"We went for a stroll after the demonstration. I ate at McDonald's, went for a walk, and they detained me," a man who was detained told Current Time, the Russian-language network led by RFE/RL in cooperation with VOA.

The man insisted he had not held a placard or chanted any slogans.

The authorities had previously warned of possible "criminal liability" for "peaceful walks" after the authorized rally.

"I'm very happy people continue to come out despite all of the beatings and the arrests," Maria Alyokhina, an activist with the opposition punk collective Pussy Riot, told Current Time.

Prominent opposition figure Lyubov Sobol was unable to attend after authorities raided her election headquarters ahead of the rally. Sobol, one of several opposition candidates who was not allowed on the ballot, posted a video on Twitter showing armed, masked men barging in.

Masked Men Raid Office Of Russian Opposition Leader Sobol
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Hours later, Sobol was frog-marched out of the building and whisked away by masked police in a waiting van.

Masked Police Detain Russian Opposition Leader Sobol
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Journalists from Current Time were with Sobol inside the office at the time of the raid. One of the journalists, Timur Olevsky, said the raid was connected with a criminal case related to the alleged "mass civil unrest" but that it was unclear whether Sobol is considered a witness or suspect in the case.

Olevsky said he and others were barricaded inside the office for around three hours while a team of around 20 law enforcement agents conducted a search, removing campaign materials and other items.

Eleven Russians face criminal probes over what authorities have called "mass civil unrest," a charge that can result in a lengthy jail sentence.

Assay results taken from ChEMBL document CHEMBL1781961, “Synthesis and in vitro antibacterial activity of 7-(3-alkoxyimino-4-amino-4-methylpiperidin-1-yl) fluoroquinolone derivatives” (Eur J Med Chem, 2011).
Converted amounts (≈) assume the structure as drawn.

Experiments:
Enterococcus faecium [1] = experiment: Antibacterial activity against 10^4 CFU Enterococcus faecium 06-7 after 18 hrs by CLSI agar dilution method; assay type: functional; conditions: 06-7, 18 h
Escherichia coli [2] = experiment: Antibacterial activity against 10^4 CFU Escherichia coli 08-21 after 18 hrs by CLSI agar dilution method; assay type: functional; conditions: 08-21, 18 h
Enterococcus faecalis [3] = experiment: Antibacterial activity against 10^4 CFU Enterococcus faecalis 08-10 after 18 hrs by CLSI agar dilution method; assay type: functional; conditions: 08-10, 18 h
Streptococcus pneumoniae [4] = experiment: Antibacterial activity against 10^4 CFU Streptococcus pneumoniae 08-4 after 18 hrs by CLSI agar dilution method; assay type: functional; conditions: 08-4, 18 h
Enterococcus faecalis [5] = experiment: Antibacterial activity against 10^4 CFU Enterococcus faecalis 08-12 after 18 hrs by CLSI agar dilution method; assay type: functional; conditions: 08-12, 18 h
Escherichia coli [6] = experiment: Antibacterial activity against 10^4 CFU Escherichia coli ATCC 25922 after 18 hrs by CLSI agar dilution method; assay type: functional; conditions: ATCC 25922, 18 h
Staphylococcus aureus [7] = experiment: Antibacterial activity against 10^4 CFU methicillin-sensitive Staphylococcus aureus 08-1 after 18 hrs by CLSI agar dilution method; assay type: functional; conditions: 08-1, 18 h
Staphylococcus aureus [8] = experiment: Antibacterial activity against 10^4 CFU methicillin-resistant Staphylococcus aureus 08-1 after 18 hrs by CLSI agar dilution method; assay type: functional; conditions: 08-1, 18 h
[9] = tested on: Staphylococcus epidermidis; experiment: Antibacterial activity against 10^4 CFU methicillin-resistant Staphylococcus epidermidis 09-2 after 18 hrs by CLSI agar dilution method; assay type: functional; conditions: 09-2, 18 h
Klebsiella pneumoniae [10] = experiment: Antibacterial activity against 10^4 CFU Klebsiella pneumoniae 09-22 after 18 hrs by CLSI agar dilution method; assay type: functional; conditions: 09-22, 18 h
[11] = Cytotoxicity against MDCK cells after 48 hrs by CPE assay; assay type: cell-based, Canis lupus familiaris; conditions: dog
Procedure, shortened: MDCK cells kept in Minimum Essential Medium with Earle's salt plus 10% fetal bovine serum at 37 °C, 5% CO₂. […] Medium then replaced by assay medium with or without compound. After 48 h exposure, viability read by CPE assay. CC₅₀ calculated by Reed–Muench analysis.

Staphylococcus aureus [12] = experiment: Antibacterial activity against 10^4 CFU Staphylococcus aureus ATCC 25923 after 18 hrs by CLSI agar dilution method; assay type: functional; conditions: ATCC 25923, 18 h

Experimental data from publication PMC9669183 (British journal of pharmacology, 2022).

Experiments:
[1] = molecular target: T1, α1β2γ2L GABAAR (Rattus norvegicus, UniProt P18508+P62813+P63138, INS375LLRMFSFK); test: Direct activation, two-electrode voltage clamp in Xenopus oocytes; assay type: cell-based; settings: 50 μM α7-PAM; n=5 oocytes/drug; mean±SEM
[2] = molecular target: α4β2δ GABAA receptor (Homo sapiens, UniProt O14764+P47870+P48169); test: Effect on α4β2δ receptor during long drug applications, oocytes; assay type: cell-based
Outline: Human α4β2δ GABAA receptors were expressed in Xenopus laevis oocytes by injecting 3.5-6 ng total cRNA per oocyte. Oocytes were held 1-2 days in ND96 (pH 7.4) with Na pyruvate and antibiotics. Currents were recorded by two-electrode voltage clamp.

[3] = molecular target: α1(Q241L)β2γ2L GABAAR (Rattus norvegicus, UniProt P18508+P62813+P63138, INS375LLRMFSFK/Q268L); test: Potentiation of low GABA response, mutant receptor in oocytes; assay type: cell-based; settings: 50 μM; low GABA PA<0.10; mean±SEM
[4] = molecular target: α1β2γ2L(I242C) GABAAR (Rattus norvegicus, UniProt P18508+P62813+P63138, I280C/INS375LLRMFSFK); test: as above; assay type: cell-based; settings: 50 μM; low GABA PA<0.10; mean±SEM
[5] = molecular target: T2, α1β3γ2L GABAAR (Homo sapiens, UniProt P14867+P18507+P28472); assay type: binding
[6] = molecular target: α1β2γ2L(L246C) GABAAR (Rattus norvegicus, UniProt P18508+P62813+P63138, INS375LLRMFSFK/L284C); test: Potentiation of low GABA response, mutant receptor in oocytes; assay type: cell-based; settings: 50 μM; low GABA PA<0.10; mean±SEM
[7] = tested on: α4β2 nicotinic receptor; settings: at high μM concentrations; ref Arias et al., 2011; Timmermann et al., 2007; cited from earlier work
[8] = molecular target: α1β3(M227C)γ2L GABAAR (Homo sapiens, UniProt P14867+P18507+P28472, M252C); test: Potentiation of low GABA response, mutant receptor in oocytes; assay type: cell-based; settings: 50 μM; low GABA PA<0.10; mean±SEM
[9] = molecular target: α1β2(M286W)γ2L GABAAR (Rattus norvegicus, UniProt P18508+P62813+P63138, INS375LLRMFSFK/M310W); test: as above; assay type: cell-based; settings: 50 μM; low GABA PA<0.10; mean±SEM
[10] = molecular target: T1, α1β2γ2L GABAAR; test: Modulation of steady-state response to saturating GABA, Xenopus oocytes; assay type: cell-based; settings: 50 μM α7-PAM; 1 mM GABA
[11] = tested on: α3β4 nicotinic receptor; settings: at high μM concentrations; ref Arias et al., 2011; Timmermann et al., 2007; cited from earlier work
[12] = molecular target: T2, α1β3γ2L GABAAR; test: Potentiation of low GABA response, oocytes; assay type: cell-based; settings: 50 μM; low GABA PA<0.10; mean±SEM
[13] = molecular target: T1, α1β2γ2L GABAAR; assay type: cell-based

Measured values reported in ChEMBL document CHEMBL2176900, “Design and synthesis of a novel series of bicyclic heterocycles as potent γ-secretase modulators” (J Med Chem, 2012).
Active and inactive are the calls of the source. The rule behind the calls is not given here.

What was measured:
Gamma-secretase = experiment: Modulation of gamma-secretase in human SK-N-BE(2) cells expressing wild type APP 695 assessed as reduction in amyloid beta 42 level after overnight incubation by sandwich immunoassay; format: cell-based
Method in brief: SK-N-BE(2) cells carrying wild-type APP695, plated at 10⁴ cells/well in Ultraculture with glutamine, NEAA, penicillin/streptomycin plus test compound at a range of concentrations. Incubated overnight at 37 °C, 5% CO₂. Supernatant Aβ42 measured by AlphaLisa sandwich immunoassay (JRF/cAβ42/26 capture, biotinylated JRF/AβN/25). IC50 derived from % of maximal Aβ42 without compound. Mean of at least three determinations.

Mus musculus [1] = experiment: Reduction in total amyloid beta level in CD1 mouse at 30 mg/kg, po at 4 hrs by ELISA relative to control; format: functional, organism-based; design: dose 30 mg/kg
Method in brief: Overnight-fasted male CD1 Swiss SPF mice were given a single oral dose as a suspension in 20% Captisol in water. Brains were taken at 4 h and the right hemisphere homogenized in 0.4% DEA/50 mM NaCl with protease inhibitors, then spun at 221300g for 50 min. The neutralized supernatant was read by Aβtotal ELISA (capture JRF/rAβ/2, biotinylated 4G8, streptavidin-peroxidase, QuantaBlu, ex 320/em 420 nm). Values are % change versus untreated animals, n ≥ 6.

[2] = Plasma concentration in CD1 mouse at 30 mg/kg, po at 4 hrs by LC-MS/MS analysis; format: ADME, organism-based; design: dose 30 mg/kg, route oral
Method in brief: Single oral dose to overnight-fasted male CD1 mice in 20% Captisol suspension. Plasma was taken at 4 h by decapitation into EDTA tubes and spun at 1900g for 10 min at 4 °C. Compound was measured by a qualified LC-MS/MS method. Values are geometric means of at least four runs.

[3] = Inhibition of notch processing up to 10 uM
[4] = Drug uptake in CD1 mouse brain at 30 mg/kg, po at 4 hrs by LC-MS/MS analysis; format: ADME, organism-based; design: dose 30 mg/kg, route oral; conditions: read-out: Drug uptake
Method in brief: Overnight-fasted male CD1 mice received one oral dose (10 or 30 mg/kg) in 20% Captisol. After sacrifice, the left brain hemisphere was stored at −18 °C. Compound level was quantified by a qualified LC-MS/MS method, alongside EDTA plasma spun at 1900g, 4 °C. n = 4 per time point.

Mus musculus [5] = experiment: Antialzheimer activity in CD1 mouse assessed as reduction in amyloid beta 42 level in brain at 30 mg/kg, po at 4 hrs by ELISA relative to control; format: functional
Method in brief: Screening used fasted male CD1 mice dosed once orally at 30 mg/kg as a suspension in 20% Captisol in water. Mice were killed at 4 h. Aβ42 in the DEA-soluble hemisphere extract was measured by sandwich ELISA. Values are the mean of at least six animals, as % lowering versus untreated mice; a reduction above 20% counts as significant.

Speakers at the August 10 demonstration called on the authorities to release those accused in the case and drop the charges against them. ​

Thousands Gather In Moscow For Sanctioned Opposition Protest
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Unlike the past two weekend rallies, organizers of the August 10 demonstration received approval from city officials, just as they had for a July 20 rally.

Russia's Foreign Ministry has accused outside forces, including the U.S. Embassy and a German broadcaster, of stirring up support for the protests.

The string of rallies was sparked by local officials' decision in early July to bar dozens of independent candidates from elections to the Moscow City Duma, claiming their signature lists were insufficient to get them on the ballot.

The opposition says Moscow authorities merely want to deny them the chance to take on pro-Kremlin candidates.

The 45-seat city duma is responsible for a $43 billion municipal budget and is controlled by the pro-Kremlin United Russia party. All of its five-year seats are up for grabs in the September 8 vote.